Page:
Dating of the intrauterine fetal demise dating sex perm
The gap between 24 hours and 2 weeks can be filled using histologic features if they are adequately searched for. found that the distribution of a single feature on routine histologic slides allowed for interval estimates.That feature was loss of nuclear basophilia (loss of hematoxylin staining of nucleoproteins of cells) of a particular organ: Loss of at least 1% of nuclear staining - We have not routinely included estimates of time interval between death and delivery in our summaries.Given the relevance of severity of maceration to timing of fetal death, it is a little surprising that no careful assessment of the absolute relationship (rather than just the sequence) between macerative changes and interval since death was attempted until recently.Prior to then we could only vaguely correlate severity of maceration and interval since death.That scale of severity of maceration is as follows: None Slight -- skin slippage, rare bullae, little (e.g.scrotum only or single spots of skin loss elsewhere) or no denudation Mild -- focal denudation of multiple regions without other changes Moderate-- generalized skin maceration/ denudation but without significant compressive changes Advanced -- compression and/or mummification and/or internal liquefaction Examples of each of these are shown in the figures.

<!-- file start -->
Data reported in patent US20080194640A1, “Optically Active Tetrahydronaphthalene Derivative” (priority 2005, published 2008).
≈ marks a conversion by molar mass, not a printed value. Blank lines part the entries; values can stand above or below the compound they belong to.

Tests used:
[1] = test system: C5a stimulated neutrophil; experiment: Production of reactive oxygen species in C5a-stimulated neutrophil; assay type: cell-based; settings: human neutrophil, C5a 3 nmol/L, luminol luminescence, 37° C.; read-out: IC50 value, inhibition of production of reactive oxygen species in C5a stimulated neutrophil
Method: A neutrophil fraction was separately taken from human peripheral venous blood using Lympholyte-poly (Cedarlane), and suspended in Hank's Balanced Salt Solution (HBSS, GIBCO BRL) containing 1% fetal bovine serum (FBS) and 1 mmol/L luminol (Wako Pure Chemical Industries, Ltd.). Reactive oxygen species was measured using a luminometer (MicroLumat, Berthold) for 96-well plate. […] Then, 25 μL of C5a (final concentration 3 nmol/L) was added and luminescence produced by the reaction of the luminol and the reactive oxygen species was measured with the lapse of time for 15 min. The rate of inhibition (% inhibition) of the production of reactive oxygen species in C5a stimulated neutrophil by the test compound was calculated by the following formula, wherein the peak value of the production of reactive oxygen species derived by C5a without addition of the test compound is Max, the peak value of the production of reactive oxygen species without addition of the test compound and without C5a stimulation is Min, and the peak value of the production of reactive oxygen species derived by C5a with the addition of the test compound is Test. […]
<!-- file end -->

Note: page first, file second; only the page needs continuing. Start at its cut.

The causes of a large percentage of stillbirths is unknown, even in cases where extensive testing and autopsy have been performed.
From those assessments they were able to provide far more specific information about the absolute timing of external macerative changes, internal histologic changes and placental changes.
Related to external characteristics they found that changes occurred somewhat more rapidly than previously assumed.
In the Wi SSP series, the distribution of degree of maceration in the first 1040 stillborns is: (with the rest "indeterminate").
Note that intrapartum deaths (babies with no macerative changes) are quite infrequent, accounting for only about a sixth of all stillborns.